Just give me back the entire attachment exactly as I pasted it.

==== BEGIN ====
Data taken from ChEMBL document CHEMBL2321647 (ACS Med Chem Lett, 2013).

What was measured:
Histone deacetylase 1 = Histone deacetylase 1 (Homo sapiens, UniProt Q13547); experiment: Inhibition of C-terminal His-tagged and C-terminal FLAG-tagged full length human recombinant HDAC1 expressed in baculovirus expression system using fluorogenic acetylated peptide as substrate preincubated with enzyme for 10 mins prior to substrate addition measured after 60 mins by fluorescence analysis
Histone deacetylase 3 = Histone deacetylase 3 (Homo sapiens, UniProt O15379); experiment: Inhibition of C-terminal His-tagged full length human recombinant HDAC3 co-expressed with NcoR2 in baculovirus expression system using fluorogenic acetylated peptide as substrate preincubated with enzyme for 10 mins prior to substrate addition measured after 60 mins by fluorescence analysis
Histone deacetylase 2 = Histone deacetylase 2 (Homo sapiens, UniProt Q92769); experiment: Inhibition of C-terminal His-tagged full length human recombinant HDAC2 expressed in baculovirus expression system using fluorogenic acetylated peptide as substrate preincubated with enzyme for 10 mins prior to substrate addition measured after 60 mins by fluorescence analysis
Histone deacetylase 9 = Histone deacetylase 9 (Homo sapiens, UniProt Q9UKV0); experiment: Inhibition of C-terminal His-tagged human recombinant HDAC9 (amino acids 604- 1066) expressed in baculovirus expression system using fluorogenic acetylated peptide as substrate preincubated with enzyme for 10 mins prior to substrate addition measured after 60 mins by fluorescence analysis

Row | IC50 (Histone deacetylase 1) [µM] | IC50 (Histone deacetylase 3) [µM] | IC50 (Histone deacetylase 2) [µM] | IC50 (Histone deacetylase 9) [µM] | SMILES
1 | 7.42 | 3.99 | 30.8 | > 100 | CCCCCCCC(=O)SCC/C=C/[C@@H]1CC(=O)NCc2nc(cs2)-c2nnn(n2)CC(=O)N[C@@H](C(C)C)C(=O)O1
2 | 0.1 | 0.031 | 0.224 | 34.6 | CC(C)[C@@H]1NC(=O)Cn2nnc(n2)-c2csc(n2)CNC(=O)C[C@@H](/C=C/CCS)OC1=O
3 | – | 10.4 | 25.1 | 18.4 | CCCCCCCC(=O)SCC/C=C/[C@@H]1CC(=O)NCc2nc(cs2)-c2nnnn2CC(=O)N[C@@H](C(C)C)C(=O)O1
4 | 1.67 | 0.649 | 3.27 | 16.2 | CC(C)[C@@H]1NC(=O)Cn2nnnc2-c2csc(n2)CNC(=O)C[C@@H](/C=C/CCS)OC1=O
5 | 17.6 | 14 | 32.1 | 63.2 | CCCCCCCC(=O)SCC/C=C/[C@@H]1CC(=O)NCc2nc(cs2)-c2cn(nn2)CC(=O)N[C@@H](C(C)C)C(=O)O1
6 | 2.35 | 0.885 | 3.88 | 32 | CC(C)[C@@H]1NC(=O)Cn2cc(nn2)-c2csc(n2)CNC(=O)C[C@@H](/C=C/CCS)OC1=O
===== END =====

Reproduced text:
Data taken from ChEMBL document CHEMBL2321647 (ACS Med Chem Lett, 2013).

What was measured:
Histone deacetylase 1 = Histone deacetylase 1 (Homo sapiens, UniProt Q13547); experiment: Inhibition of C-terminal His-tagged and C-terminal FLAG-tagged full length human recombinant HDAC1 expressed in baculovirus expression system using fluorogenic acetylated peptide as substrate preincubated with enzyme for 10 mins prior to substrate addition measured after 60 mins by fluorescence analysis
Histone deacetylase 3 = Histone deacetylase 3 (Homo sapiens, UniProt O15379); experiment: Inhibition of C-terminal His-tagged full length human recombinant HDAC3 co-expressed with NcoR2 in baculovirus expression system using fluorogenic acetylated peptide as substrate preincubated with enzyme for 10 mins prior to substrate addition measured after 60 mins by fluorescence analysis
Histone deacetylase 2 = Histone deacetylase 2 (Homo sapiens, UniProt Q92769); experiment: Inhibition of C-terminal His-tagged full length human recombinant HDAC2 expressed in baculovirus expression system using fluorogenic acetylated peptide as substrate preincubated with enzyme for 10 mins prior to substrate addition measured after 60 mins by fluorescence analysis
Histone deacetylase 9 = Histone deacetylase 9 (Homo sapiens, UniProt Q9UKV0); experiment: Inhibition of C-terminal His-tagged human recombinant HDAC9 (amino acids 604- 1066) expressed in baculovirus expression system using fluorogenic acetylated peptide as substrate preincubated with enzyme for 10 mins prior to substrate addition measured after 60 mins by fluorescence analysis

Row | IC50 (Histone deacetylase 1) [µM] | IC50 (Histone deacetylase 3) [µM] | IC50 (Histone deacetylase 2) [µM] | IC50 (Histone deacetylase 9) [µM] | SMILES
1 | 7.42 | 3.99 | 30.8 | > 100 | CCCCCCCC(=O)SCC/C=C/[C@@H]1CC(=O)NCc2nc(cs2)-c2nnn(n2)CC(=O)N[C@@H](C(C)C)C(=O)O1
2 | 0.1 | 0.031 | 0.224 | 34.6 | CC(C)[C@@H]1NC(=O)Cn2nnc(n2)-c2csc(n2)CNC(=O)C[C@@H](/C=C/CCS)OC1=O
3 | – | 10.4 | 25.1 | 18.4 | CCCCCCCC(=O)SCC/C=C/[C@@H]1CC(=O)NCc2nc(cs2)-c2nnnn2CC(=O)N[C@@H](C(C)C)C(=O)O1
4 | 1.67 | 0.649 | 3.27 | 16.2 | CC(C)[C@@H]1NC(=O)Cn2nnnc2-c2csc(n2)CNC(=O)C[C@@H](/C=C/CCS)OC1=O
5 | 17.6 | 14 | 32.1 | 63.2 | CCCCCCCC(=O)SCC/C=C/[C@@H]1CC(=O)NCc2nc(cs2)-c2cn(nn2)CC(=O)N[C@@H](C(C)C)C(=O)O1
6 | 2.35 | 0.885 | 3.88 | 32 | CC(C)[C@@H]1NC(=O)Cn2cc(nn2)-c2csc(n2)CNC(=O)C[C@@H](/C=C/CCS)OC1=O